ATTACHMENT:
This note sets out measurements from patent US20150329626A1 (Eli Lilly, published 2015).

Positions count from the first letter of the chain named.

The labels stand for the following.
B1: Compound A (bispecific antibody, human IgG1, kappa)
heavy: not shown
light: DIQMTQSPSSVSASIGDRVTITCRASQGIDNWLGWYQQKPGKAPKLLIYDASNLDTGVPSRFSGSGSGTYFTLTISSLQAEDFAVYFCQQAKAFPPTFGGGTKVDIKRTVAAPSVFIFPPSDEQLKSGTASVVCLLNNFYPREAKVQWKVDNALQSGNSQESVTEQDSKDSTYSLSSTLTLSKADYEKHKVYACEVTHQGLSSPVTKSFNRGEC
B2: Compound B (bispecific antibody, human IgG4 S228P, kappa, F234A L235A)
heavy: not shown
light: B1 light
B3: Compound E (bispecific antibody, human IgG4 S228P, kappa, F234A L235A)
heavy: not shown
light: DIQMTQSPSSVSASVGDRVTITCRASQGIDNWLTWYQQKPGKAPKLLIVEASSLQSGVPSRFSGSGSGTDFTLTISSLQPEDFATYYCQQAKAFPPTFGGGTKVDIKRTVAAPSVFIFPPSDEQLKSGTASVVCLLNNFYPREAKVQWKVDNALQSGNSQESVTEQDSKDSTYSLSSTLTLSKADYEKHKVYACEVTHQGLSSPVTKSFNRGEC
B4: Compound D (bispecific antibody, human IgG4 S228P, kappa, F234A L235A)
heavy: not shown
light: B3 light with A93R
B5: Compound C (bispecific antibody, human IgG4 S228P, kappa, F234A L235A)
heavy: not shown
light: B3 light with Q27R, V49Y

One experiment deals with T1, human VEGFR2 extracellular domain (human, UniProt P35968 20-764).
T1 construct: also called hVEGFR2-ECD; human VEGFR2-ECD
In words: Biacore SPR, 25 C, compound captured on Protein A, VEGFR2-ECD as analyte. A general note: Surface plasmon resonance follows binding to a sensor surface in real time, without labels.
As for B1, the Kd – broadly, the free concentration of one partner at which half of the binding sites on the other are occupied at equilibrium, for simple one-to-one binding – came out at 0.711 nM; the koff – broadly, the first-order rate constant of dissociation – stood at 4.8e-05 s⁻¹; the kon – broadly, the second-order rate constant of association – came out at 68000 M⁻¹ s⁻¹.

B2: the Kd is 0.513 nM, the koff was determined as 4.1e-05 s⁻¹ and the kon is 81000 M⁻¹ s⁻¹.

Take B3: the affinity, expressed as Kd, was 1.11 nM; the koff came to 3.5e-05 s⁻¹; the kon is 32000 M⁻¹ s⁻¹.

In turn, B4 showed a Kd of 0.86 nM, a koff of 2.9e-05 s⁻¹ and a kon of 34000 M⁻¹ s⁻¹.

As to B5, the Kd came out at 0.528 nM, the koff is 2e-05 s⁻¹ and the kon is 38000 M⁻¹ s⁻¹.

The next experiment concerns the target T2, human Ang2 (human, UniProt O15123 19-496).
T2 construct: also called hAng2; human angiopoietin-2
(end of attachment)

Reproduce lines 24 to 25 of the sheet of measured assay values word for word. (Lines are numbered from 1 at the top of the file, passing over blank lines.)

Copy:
Take B3: the affinity, expressed as Kd, was 1.11 nM; the koff came to 3.5e-05 s⁻¹; the kon is 32000 M⁻¹ s⁻¹.

In turn, B4 showed a Kd of 0.86 nM, a koff of 2.9e-05 s⁻¹ and a kon of 34000 M⁻¹ s⁻¹.